Sensitivity Analyses on Uncertainty in NO2 LUR Model Estimates

When we compared LUR model-based NO2 estimates for the 366 block groups with U.S. EPA monitors to the monitor-based NO2 observations, median model-based NO2 concentrations were lower for block groups in the middle and highest tertiles of percent nonwhite residents, and higher for block groups in the lowest tertile of percent nonwhite residents (see Figure S13). Median model-based estimates were also higher than monitor-based estimates for block groups in the highest tertile of average per capita income. When we estimated the nonwhite–white NO2 disparity for these block groups in 2006 (the year for which monitor data were available; 670,000 people, 48% nonwhite) the disparity was larger when based on monitor data (3.3 ppb; 13.4 ppb vs. 10.1 ppb for nonwhites and whites, respectively) than LUR model predictions (2.3 ppb; 12.2 ppb vs. 9.8 ppb for nonwhites and whites, respectively). These findings suggest that our model-based results may under-estimate disparities in exposures.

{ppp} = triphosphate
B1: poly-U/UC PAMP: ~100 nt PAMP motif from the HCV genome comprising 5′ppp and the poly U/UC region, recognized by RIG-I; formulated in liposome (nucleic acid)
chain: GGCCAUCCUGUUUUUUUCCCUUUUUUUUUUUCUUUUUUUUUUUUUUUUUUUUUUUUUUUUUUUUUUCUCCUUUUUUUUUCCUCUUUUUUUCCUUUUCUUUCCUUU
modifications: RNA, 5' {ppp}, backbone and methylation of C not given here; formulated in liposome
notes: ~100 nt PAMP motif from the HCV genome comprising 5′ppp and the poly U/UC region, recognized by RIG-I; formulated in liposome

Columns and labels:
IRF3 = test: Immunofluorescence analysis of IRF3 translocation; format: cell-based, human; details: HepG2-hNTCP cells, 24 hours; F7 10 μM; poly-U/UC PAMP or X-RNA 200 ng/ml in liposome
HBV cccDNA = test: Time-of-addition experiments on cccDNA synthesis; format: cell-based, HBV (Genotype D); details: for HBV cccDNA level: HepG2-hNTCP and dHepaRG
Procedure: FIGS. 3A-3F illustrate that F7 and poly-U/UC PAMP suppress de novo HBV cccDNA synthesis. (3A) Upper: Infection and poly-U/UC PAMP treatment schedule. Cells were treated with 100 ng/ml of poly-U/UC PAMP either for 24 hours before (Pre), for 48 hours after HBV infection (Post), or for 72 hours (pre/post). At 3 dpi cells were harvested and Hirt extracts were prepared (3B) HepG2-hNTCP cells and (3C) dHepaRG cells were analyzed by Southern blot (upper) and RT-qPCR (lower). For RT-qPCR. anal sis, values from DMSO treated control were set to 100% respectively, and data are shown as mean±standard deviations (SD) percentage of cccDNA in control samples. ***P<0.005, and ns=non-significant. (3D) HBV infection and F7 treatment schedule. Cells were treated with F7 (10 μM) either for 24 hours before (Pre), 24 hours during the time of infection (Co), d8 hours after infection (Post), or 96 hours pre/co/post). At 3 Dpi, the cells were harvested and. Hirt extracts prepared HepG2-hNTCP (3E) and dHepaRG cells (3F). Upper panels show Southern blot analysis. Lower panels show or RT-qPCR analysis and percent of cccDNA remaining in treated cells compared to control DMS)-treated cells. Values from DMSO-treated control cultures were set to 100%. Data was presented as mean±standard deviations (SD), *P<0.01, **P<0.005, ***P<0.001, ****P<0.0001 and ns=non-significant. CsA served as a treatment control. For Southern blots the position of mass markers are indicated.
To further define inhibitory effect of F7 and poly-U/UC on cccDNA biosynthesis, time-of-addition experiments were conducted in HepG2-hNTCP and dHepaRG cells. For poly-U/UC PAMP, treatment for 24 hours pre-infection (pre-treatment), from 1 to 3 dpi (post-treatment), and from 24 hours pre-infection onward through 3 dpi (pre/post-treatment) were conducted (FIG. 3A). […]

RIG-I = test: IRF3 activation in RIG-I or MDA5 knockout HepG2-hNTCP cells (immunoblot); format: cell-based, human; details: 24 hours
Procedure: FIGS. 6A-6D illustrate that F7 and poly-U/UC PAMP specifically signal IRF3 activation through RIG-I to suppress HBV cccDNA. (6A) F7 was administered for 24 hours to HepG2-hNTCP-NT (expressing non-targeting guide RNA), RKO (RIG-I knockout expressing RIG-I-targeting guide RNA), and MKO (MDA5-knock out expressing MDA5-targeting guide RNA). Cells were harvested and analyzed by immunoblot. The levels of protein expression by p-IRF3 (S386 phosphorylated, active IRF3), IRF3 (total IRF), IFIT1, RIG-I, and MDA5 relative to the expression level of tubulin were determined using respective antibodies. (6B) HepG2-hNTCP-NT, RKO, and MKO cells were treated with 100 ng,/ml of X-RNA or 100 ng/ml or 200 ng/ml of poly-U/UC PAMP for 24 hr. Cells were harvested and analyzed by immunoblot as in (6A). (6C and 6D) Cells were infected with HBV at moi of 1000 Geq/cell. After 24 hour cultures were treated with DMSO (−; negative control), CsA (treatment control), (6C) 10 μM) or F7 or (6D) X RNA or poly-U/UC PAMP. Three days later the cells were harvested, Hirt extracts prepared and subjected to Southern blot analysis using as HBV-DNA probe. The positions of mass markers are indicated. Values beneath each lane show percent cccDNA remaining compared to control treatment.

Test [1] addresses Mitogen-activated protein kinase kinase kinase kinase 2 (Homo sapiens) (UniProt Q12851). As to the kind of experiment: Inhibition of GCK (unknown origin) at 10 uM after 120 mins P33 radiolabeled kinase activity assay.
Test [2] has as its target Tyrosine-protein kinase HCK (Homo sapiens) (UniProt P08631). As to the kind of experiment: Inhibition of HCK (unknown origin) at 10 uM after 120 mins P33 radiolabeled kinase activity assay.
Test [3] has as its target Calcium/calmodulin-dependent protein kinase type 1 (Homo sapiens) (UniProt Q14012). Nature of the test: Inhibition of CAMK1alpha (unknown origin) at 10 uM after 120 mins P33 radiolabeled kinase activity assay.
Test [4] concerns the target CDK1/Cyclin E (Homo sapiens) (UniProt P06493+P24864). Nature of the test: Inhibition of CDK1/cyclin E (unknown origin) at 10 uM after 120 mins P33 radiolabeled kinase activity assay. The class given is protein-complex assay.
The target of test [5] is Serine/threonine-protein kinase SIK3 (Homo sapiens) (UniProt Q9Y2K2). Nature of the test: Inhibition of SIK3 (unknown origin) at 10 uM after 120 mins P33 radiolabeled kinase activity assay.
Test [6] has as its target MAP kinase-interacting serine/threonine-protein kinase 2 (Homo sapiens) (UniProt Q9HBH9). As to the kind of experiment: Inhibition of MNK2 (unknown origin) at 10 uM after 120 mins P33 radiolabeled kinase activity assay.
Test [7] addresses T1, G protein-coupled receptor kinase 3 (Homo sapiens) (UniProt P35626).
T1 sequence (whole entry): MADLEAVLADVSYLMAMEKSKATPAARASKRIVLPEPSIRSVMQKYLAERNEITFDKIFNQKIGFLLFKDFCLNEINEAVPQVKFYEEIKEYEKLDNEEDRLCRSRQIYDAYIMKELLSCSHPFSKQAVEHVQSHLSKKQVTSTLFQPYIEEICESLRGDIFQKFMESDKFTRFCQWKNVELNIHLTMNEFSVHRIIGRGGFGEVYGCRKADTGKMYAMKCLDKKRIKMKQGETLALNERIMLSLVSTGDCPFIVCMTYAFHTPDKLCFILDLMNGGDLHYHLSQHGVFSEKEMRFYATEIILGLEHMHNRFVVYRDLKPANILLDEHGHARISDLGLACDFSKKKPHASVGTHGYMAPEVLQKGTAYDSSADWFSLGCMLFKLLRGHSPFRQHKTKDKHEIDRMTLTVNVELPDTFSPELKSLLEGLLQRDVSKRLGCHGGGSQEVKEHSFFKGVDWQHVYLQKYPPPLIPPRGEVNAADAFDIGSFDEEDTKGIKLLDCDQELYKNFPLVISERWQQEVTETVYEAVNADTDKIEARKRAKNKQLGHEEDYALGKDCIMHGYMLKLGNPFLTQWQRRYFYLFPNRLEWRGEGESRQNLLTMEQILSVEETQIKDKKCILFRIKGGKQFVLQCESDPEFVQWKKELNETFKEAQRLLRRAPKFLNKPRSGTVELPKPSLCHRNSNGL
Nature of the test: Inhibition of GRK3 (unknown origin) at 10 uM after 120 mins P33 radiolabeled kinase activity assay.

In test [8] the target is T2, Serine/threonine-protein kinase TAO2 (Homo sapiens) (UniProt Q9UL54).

Discussion

Estimated average NO2 concentrations decreased for almost all U.S. populations and locations from 2000 to 2010. Disparities in average NO2 concentrations by race-ethnicity decreased on an absolute basis (e.g., the nonwhite–white difference decreased from 5.0 ppb in 2000 to 2.9 ppb in 2010). However, despite these improvements, estimated average annual concentrations continued to be higher for nonwhite populations than for white populations in 2010 (nonwhite–white difference: 31% in 2010, 33% in 2000). In 2010, the estimated average concentration in the 5% of block groups with the highest proportion of nonwhite residents was 2.7 times higher than in the 5% of block groups with the lowest proportion of nonwhite residents (2.5 times higher in 2000). Therefore, our findings suggest that over time, NO2 concentrations decreased; disparities by race-ethnicity decreased on an absolute basis but on a relative basis have persisted.